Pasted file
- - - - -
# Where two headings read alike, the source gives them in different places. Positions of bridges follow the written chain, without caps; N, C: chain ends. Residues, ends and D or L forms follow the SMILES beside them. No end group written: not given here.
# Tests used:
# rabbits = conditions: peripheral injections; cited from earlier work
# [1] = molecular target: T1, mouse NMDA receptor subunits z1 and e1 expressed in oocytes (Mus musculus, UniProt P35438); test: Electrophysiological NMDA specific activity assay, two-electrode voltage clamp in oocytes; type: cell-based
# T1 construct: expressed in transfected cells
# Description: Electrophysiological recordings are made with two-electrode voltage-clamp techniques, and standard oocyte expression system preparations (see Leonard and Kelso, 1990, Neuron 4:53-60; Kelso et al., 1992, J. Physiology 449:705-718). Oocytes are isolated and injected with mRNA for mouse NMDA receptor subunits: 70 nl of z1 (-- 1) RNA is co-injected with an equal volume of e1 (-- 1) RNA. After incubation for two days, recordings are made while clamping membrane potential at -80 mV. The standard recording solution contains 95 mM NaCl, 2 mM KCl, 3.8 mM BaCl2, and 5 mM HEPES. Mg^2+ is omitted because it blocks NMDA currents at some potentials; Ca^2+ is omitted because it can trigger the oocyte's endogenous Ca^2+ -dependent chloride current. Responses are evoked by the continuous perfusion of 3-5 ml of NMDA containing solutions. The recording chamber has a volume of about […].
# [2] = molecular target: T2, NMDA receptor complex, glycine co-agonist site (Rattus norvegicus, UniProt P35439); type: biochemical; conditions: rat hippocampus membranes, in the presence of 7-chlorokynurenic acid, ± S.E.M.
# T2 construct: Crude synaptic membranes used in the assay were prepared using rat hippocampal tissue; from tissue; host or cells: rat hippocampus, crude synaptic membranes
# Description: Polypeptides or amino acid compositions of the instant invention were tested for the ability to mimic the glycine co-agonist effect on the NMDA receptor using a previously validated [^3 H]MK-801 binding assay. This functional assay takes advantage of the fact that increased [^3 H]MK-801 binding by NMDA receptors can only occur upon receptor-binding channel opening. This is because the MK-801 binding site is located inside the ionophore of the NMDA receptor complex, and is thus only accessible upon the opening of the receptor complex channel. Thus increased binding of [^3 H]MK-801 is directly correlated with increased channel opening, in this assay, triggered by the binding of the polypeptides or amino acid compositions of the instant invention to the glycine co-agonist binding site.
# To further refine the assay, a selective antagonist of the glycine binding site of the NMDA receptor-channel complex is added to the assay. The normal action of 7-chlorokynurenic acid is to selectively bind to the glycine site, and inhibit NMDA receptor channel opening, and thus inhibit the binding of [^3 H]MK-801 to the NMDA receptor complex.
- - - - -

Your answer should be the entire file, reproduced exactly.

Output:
# Where two headings read alike, the source gives them in different places. Positions of bridges follow the written chain, without caps; N, C: chain ends. Residues, ends and D or L forms follow the SMILES beside them. No end group written: not given here.
# Tests used:
# rabbits = conditions: peripheral injections; cited from earlier work
# [1] = molecular target: T1, mouse NMDA receptor subunits z1 and e1 expressed in oocytes (Mus musculus, UniProt P35438); test: Electrophysiological NMDA specific activity assay, two-electrode voltage clamp in oocytes; type: cell-based
# T1 construct: expressed in transfected cells
# Description: Electrophysiological recordings are made with two-electrode voltage-clamp techniques, and standard oocyte expression system preparations (see Leonard and Kelso, 1990, Neuron 4:53-60; Kelso et al., 1992, J. Physiology 449:705-718). Oocytes are isolated and injected with mRNA for mouse NMDA receptor subunits: 70 nl of z1 (-- 1) RNA is co-injected with an equal volume of e1 (-- 1) RNA. After incubation for two days, recordings are made while clamping membrane potential at -80 mV. The standard recording solution contains 95 mM NaCl, 2 mM KCl, 3.8 mM BaCl2, and 5 mM HEPES. Mg^2+ is omitted because it blocks NMDA currents at some potentials; Ca^2+ is omitted because it can trigger the oocyte's endogenous Ca^2+ -dependent chloride current. Responses are evoked by the continuous perfusion of 3-5 ml of NMDA containing solutions. The recording chamber has a volume of about […].
# [2] = molecular target: T2, NMDA receptor complex, glycine co-agonist site (Rattus norvegicus, UniProt P35439); type: biochemical; conditions: rat hippocampus membranes, in the presence of 7-chlorokynurenic acid, ± S.E.M.
# T2 construct: Crude synaptic membranes used in the assay were prepared using rat hippocampal tissue; from tissue; host or cells: rat hippocampus, crude synaptic membranes
# Description: Polypeptides or amino acid compositions of the instant invention were tested for the ability to mimic the glycine co-agonist effect on the NMDA receptor using a previously validated [^3 H]MK-801 binding assay. This functional assay takes advantage of the fact that increased [^3 H]MK-801 binding by NMDA receptors can only occur upon receptor-binding channel opening. This is because the MK-801 binding site is located inside the ionophore of the NMDA receptor complex, and is thus only accessible upon the opening of the receptor complex channel. Thus increased binding of [^3 H]MK-801 is directly correlated with increased channel opening, in this assay, triggered by the binding of the polypeptides or amino acid compositions of the instant invention to the glycine co-agonist binding site.
# To further refine the assay, a selective antagonist of the glycine binding site of the NMDA receptor-channel complex is added to the assay. The normal action of 7-chlorokynurenic acid is to selectively bind to the glycine site, and inhibit NMDA receptor channel opening, and thus inhibit the binding of [^3 H]MK-801 to the NMDA receptor complex.